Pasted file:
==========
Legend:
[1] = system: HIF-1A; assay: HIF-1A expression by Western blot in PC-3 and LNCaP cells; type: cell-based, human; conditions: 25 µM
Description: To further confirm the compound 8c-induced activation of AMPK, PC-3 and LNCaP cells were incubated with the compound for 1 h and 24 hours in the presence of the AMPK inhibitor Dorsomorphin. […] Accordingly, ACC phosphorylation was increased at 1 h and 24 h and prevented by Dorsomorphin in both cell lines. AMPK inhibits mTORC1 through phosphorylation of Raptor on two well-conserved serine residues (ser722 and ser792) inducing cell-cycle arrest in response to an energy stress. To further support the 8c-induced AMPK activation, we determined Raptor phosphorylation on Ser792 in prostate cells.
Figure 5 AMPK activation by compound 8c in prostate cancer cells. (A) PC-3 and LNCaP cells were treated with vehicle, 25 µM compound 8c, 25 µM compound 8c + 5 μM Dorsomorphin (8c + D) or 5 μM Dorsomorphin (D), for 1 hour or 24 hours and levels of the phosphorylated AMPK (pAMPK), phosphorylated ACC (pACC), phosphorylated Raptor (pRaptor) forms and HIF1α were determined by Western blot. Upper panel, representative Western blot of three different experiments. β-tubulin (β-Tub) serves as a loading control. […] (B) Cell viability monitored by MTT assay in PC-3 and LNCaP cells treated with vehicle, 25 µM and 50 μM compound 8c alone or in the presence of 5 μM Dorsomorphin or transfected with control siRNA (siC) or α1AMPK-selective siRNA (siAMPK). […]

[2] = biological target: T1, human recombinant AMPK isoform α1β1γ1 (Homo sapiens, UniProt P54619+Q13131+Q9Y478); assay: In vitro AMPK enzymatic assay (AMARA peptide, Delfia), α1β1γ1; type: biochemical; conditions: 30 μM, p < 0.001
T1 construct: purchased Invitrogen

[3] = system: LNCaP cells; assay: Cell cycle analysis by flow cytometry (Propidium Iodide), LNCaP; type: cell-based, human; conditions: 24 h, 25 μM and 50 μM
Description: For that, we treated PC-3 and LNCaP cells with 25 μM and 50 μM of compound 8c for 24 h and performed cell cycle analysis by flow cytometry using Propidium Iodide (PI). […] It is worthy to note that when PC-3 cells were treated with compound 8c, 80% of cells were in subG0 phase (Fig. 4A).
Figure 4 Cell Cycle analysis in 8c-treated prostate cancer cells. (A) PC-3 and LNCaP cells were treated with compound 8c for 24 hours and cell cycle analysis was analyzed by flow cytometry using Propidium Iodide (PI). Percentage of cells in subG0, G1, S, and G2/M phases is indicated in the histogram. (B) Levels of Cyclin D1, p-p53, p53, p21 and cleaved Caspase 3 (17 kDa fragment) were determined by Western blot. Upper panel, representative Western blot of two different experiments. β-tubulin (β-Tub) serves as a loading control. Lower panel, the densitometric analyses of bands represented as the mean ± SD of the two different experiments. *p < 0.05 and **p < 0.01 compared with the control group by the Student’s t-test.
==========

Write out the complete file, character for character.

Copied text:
Legend:
[1] = system: HIF-1A; assay: HIF-1A expression by Western blot in PC-3 and LNCaP cells; type: cell-based, human; conditions: 25 µM
Description: To further confirm the compound 8c-induced activation of AMPK, PC-3 and LNCaP cells were incubated with the compound for 1 h and 24 hours in the presence of the AMPK inhibitor Dorsomorphin. […] Accordingly, ACC phosphorylation was increased at 1 h and 24 h and prevented by Dorsomorphin in both cell lines. AMPK inhibits mTORC1 through phosphorylation of Raptor on two well-conserved serine residues (ser722 and ser792) inducing cell-cycle arrest in response to an energy stress. To further support the 8c-induced AMPK activation, we determined Raptor phosphorylation on Ser792 in prostate cells.
Figure 5 AMPK activation by compound 8c in prostate cancer cells. (A) PC-3 and LNCaP cells were treated with vehicle, 25 µM compound 8c, 25 µM compound 8c + 5 μM Dorsomorphin (8c + D) or 5 μM Dorsomorphin (D), for 1 hour or 24 hours and levels of the phosphorylated AMPK (pAMPK), phosphorylated ACC (pACC), phosphorylated Raptor (pRaptor) forms and HIF1α were determined by Western blot. Upper panel, representative Western blot of three different experiments. β-tubulin (β-Tub) serves as a loading control. […] (B) Cell viability monitored by MTT assay in PC-3 and LNCaP cells treated with vehicle, 25 µM and 50 μM compound 8c alone or in the presence of 5 μM Dorsomorphin or transfected with control siRNA (siC) or α1AMPK-selective siRNA (siAMPK). […]

[2] = biological target: T1, human recombinant AMPK isoform α1β1γ1 (Homo sapiens, UniProt P54619+Q13131+Q9Y478); assay: In vitro AMPK enzymatic assay (AMARA peptide, Delfia), α1β1γ1; type: biochemical; conditions: 30 μM, p < 0.001
T1 construct: purchased Invitrogen

[3] = system: LNCaP cells; assay: Cell cycle analysis by flow cytometry (Propidium Iodide), LNCaP; type: cell-based, human; conditions: 24 h, 25 μM and 50 μM
Description: For that, we treated PC-3 and LNCaP cells with 25 μM and 50 μM of compound 8c for 24 h and performed cell cycle analysis by flow cytometry using Propidium Iodide (PI). […] It is worthy to note that when PC-3 cells were treated with compound 8c, 80% of cells were in subG0 phase (Fig. 4A).
Figure 4 Cell Cycle analysis in 8c-treated prostate cancer cells. (A) PC-3 and LNCaP cells were treated with compound 8c for 24 hours and cell cycle analysis was analyzed by flow cytometry using Propidium Iodide (PI). Percentage of cells in subG0, G1, S, and G2/M phases is indicated in the histogram. (B) Levels of Cyclin D1, p-p53, p53, p21 and cleaved Caspase 3 (17 kDa fragment) were determined by Western blot. Upper panel, representative Western blot of two different experiments. β-tubulin (β-Tub) serves as a loading control. Lower panel, the densitometric analyses of bands represented as the mean ± SD of the two different experiments. *p < 0.05 and **p < 0.01 compared with the control group by the Student’s t-test.